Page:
2020 Polls: Peace Council alerts Ghanaians against misperception, political vigilantism

The National Peace Council issues the caution as Ghana goes to the polls next year.

The National Peace Council (NPC) is pointing strongly at “misperception and political vigilantism” as some of the elements Ghanaians must guard against to avoid any election-related violence as the country goes to the polls in 12 months’ time.

Going into detail on the caution, the council explained that a conflict situation often took a turn for the worse when taken at face value or misperceived and, with active disagreements being a regular happening at polls, there was an urgent need to sensitise electoral stakeholders about the dangers of misperception in conflict situations going into the 2020 general elections.

The council’s secretariat in the Upper East Region is already doing the sensitisation with the most recent event undertaken at Bawku where 55 stakeholders— including political parties’ representatives, civil society organisations, youth-centred groups and persons with disabilities— were sensitised on election-related violence.

A cross-section of stakeholders at the sensitisation engagement

Sponsored by the United Nations Development Programme (UNDP), the two-day sensitisation engagement was aimed at curbing electoral violence in Ghana by deepening the stakeholders’ understanding of conflict and violence as well as political vigilantism.     

“We are looking at how perception influences conflict. And that is what happens in our everyday life. We can cite many examples. Let’s say on the election day, somebody sees an unfamiliar person standing in the queue to vote and begins to challenge the person as he perceives the fellow not to be a Ghanaian. But if you go deep, it may just come out that the person is a Ghanaian. So, if you just act on your first instinct or the perception, you may go into issues that, in the end, the truth would be so bare that you would be ashamed of yourself.

“With perception and conflict, you need to have a look at the conflict in its different perspectives in order to understand it, or else you would rush into taking decisions and that can lead into a violent conflict. For example, if you stop the person from voting and the person walks away to avoid being attacked but later the person proves that he’s a Ghanaian, haven’t you denied the person his right to vote? That is one of the ways political conflicts start,” the council’s Upper East Regional Secretary, Ali Anankpieng, said.

Vigilantes are like Tools in the hands of Politicians— NPC

The sensitisation engagement saw the council talk extensively on how politicians used vigilantes as tools against society and how the same vigilantes, after doing the bidding of their controllers for a while, invariably ended up turning against their employers and themselves on the path of self-destruction.

“Vigilantes perpetrate electoral violence simply because they believe in brawn (muscle) over brain. They are like tools in the hands of politicians. If a politician can ask you to go and attack because you are a vigilante or a land guard, you are just like a tool in the hands of that politician. In terms of elections, vigilantes would create a situation that would be conducive for them (politicians) to rig elections.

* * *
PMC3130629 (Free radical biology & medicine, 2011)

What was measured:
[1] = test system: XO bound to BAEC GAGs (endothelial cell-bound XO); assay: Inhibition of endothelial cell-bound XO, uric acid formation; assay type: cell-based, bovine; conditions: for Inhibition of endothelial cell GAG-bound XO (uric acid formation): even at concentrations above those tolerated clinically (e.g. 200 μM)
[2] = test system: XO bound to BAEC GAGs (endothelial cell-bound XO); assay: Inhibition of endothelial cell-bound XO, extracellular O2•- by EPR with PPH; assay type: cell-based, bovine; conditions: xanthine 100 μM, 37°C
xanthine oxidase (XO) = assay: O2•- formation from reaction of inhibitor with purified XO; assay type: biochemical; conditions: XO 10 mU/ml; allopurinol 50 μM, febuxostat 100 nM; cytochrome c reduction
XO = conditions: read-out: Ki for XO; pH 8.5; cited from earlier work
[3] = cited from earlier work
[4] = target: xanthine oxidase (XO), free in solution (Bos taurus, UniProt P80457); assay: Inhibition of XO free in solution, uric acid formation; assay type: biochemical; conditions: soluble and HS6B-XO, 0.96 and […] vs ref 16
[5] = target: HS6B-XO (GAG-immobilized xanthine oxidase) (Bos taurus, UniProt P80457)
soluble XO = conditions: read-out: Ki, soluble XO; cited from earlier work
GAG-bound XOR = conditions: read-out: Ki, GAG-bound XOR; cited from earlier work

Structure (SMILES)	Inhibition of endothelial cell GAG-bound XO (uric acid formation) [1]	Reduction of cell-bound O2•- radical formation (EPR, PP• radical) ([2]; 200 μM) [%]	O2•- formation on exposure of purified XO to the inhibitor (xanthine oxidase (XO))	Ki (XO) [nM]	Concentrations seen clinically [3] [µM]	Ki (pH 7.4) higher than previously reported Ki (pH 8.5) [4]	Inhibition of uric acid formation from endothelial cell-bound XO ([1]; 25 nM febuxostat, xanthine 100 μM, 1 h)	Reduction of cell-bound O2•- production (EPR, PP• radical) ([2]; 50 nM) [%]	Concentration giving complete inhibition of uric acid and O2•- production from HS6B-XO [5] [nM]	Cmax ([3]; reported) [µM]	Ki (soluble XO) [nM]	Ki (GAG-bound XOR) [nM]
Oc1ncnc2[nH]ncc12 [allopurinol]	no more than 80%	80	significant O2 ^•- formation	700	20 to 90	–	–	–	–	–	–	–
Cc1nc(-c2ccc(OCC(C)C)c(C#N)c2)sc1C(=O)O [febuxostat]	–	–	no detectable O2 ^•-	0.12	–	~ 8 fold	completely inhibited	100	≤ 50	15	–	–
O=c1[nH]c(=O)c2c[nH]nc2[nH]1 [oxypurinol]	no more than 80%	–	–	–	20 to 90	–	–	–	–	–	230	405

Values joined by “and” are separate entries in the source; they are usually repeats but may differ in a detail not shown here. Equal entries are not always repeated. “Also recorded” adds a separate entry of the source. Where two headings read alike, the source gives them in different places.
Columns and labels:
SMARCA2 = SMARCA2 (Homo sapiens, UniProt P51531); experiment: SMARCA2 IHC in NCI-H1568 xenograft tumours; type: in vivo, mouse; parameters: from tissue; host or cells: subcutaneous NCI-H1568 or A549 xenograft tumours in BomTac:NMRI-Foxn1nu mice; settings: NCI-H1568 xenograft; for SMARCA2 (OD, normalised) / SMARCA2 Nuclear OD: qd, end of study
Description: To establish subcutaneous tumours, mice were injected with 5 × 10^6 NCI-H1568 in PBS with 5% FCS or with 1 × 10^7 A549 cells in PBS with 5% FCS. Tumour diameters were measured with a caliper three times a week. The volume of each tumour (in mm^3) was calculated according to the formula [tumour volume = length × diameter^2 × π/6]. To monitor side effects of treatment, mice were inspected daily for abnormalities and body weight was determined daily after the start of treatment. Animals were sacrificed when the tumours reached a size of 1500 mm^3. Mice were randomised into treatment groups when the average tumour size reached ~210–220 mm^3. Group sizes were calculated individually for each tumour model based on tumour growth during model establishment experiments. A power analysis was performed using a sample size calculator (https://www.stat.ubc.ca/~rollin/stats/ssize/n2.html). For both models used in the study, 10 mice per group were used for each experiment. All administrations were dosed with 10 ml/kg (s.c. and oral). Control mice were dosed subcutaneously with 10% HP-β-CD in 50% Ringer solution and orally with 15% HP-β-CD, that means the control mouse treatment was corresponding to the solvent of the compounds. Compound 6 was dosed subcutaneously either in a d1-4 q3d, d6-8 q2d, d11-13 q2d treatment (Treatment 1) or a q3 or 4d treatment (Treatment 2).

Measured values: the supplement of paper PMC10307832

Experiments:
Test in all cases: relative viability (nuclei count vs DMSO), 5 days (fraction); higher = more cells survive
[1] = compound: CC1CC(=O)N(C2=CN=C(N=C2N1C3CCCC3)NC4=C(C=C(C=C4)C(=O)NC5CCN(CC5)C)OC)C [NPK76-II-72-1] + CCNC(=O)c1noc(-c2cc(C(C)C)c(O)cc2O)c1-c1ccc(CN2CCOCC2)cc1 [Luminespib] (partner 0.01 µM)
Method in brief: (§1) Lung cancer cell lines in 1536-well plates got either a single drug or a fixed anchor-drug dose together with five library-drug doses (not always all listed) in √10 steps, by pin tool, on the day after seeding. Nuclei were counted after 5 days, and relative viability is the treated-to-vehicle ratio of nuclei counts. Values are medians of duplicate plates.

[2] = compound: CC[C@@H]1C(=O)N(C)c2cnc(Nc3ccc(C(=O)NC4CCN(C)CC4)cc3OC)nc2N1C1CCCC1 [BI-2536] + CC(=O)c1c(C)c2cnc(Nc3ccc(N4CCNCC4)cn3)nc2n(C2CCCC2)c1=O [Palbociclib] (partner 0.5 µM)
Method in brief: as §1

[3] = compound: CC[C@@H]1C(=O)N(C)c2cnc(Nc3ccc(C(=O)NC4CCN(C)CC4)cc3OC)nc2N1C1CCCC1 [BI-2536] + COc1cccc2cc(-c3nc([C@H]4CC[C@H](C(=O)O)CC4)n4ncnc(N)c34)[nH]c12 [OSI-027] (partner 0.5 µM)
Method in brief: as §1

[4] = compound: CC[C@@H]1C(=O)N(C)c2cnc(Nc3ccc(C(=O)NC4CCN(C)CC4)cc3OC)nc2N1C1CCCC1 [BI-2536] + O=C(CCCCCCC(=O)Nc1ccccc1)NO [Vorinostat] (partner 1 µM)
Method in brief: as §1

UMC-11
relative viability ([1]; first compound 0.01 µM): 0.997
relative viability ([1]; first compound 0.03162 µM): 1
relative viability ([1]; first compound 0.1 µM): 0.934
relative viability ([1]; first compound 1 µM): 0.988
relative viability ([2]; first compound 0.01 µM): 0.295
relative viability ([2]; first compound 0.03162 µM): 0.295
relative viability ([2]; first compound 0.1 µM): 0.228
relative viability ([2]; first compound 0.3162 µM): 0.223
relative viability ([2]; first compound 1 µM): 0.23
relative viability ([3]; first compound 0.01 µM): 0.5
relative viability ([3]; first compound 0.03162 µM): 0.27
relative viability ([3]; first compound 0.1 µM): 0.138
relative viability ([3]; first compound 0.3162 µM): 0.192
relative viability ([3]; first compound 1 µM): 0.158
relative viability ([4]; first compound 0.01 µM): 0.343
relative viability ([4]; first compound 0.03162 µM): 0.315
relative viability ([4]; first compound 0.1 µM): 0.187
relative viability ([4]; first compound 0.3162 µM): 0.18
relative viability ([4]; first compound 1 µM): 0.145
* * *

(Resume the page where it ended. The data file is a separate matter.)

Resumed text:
“Politicians can position macho-men around to intimidate people from coming to vote, especially if they know that this is the stronghold of their opponents. They would do so to cause low turnout from which they would benefit. Vigilantism is like a double-edged sword: today it is helping you, but tomorrow it may eat you up. Some people have sponsored vigilantes in countries like Sierra Leone, Nigeria and Mexico, but today those benefactors are suffering from the work of those vigilantes because they can no longer contain them. As their political sponsors can no longer support them, they have become bandits and kidnappers in order to survive,” Mr. Anankpieng pointed out.

The two-day programme brought together 55 stakeholders

The meeting ended with officials of the council urging the stakeholders to get the youth actively involved in the decision-making process and asking the political parties to help transform their youth into better politicians through “political mentoring” rather than using them as vigilantes. These recommendations, among other measures, would help curb political vigilantism in Ghana, according to the council. The council also recommended families show more commitment towards an ideal upbringing of their children so it would be impossible for any individual or group to lure them into political vigilantism.

Making their own recommendations, the participants asked for fairness in the justice system especially when adjudicating electoral offences or vigilante crimes. Whilst calling on the Electoral Commission (EC) to consider the views of the political parties in shaping the country’s electoral process, the participants also entreated the security agencies to restrict the use of motorbikes, particularly the unregistered ones, on voting day to forestall delinquents from using such vehicles to foment disorder at polling centres.

The stakeholders also decried the use of intemperate language by political communicators and urged the media to be more professional in handling such people on their programmes. Also in attendance were the council’s Upper East Regional Chairman, Alhaji Sumaila Issaka, and other staff of the council.

Source: Daily Mail GH

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